We've all been there. No matter how hard we try or how much we plan ahead, moving is always a nightmare. And in Boston, that nightmare has become a yearly tradition, as hordes of college students descend on the city over Labor Day weekend. But this chaos can be a blessing in disguise. For some Bostonians, it's a business opportunity. For some, it's the start of "Allston Christmas," when sidewalks fill up with used dorm furniture left by former students. And with enough planning and outside help, maybe even the most stressed-out freshman can enjoy some of that old-fashioned cheer.
How to make it work? We sought out move-in tips from a wide range of people, and their answers are below. Did they miss anything? If so, post your comments below, or tweet them at #HubMoveIn.
Those who fail to prepare, prepare to fail
First, know where you’re going. Planning your route in advance, from door to door, will eliminate delays as you maneuver through traffic and around other road obstacles. Also, make sure you bring a co-pilot. A co-pilot is a must when trying to navigate through narrow streets and for spotting that ideal place to park. Do not leave any property or items unattended and lock your vehicle. Lock your room, too, as you move back and forth. Remember that you are moving into a community, not just an apartment. So, whether you are moving into a student residence or an off-campus apartment, please respect your new neighbors. Finally, ask for help. There are plenty of resources to assist you in assimilating into your new environment, don’t hesitate to reach out and take advantage of them.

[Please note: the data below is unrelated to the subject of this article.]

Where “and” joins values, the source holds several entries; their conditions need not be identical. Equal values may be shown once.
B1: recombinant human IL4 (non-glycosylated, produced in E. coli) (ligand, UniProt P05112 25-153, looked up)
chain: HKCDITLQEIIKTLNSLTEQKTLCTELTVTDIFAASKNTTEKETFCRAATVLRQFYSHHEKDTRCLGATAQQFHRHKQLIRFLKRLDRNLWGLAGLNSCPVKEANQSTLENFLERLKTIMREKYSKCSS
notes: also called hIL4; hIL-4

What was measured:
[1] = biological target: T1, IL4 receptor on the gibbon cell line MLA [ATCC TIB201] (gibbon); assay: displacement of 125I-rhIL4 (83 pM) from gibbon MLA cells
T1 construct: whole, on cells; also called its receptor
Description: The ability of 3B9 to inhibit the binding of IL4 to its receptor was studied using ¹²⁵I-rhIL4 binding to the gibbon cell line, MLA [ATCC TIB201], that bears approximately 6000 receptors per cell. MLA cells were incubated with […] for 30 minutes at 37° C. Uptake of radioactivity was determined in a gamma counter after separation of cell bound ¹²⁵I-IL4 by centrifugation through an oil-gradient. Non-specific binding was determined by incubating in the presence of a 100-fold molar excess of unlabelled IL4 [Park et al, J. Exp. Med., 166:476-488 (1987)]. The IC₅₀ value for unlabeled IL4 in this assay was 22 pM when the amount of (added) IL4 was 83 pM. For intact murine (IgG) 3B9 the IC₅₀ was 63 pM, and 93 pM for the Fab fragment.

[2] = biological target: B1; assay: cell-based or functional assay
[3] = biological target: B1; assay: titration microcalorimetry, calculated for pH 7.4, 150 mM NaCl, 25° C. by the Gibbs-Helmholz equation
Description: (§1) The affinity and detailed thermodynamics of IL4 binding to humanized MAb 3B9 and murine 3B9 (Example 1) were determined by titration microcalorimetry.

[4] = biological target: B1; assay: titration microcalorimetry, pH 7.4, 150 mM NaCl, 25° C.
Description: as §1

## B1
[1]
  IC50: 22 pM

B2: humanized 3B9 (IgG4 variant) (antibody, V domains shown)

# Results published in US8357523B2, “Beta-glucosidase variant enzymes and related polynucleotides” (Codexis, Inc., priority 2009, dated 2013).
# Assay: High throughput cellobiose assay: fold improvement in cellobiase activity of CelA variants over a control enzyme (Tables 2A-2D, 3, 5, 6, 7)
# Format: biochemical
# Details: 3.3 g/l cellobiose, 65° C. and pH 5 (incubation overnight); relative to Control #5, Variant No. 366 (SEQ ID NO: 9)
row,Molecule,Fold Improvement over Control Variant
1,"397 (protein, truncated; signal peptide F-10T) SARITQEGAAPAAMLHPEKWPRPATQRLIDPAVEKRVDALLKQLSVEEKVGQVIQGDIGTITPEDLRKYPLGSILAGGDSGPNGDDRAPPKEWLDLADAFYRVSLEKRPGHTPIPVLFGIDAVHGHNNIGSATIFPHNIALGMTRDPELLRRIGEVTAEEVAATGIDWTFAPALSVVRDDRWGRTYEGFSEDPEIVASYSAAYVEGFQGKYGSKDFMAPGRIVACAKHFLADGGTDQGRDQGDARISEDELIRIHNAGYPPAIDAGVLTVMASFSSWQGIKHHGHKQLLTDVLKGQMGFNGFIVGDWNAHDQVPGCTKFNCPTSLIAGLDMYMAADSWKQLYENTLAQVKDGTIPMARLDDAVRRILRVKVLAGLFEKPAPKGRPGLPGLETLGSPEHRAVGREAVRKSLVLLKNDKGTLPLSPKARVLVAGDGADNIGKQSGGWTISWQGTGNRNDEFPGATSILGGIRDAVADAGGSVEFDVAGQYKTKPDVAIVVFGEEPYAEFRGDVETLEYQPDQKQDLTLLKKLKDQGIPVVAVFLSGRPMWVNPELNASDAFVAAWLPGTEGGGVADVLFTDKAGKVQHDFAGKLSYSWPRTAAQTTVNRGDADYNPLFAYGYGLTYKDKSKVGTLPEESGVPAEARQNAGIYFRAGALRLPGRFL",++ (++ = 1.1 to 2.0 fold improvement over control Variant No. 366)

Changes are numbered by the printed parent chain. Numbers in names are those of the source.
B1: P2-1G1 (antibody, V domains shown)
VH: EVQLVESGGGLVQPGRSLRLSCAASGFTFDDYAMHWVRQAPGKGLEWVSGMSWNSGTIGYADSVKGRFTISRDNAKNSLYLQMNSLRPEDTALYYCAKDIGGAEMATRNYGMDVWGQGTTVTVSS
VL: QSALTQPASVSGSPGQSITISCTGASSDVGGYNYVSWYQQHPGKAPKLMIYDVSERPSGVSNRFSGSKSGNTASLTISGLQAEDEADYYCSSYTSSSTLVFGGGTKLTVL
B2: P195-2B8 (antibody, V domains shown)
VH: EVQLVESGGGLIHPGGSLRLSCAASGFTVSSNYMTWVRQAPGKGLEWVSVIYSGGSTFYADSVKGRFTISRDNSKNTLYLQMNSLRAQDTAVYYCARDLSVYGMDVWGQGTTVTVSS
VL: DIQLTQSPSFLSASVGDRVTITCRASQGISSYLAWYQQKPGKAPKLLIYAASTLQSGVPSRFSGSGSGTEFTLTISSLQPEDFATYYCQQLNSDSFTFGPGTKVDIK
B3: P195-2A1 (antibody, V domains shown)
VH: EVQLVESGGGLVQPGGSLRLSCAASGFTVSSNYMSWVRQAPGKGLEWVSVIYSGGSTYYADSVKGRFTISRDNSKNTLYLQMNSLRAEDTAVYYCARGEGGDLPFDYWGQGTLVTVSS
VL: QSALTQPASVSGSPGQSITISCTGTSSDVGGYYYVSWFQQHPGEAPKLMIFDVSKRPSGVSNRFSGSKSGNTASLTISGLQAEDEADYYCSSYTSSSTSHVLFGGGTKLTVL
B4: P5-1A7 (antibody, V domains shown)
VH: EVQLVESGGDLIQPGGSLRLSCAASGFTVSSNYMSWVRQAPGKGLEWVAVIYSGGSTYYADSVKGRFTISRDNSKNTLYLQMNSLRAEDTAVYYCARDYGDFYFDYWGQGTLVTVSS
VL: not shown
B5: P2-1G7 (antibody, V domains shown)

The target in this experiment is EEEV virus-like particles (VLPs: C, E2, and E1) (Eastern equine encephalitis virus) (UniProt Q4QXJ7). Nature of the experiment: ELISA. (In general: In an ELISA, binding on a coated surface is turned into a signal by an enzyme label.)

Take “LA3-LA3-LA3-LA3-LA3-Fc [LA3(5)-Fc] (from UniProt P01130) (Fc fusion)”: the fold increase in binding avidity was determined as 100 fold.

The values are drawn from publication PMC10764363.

Tom Robbins @BUPolice
Chief of Police, Boston University
Stay positive. It might work.
Always remember to measure the door frame before you move. Last summer I acquired a set of beautiful couches and it did not even cross my mind that they might not fit through the doorway of my East Boston apartment. Well, they did, but only after an hour of torturous heavy lifting. My Dad vowed to never move the couches again. Much to his dismay, this year we moved them 1.7 miles down the road to my new apartment, where we again struggled to get them through the doorway. The scene resembled an episode of Family Guy – my Dad and brother trying to twist and turn the couches and my Mom overseeing with a worried face. I assured Dad the couches would fit. Lo and behold, they did. He says it was my positivity that got them through the door, but I’d credit his heavy lifting and huge heart.
Melissa Hanson, @Melissa_Hanson
Suffolk University junior, Globe co-op
Embrace the opportunity
There are a couple of dates that carry plenty of weight here in Boston, but not one is as notorious as September 1. Over the Labor Day weekend, Boston residents – primarily students – move into new apartments or dorm rooms. It’s traditionally a hot, emotionally traumatic day marked by loud fights between parents and children, painfully narrow staircases and plenty of abandoned couches haunting the streets of Allston.
But the news is not all bad. To help ease the pain, our drivers will be distributing care packages of Hint Water, UNREAL Candy, Hailo promo codes and other surprises at college campuses and neighborhoods across Boston and Cambridge, including Northeastern, Boston University, MIT, Harvard, Allston and Mission Hill on Saturday, August 31 from 11 a.m.- 3 p.m.
From the website for Hailo Cab @hailoboston
Sweat the details
Celebrate and enjoy
Spread the holiday cheer
So for those with no move or dumpster-diving plan,
Retreat from here soon, while you still can.
But for those preparing to partake in this local rite,
"Merry Allston Christmas to all, and to all a good-plight!"
How about providing an approved way for people to throw out garbage when they move, instead of complaining about it? Given that this happens EVERY YEAR, you'd think the city would come up with a better solution than "Hey, don't throw stuff out this week!" - thisisdumb09
Try posting free stuff on Craig's coordinating out coordinating free stuff for shelters, transitional services, the Salvation Army, Goodwill, etc. What a waste, literally. - Bostongranny
- from the Boston.com comments beneath the poem
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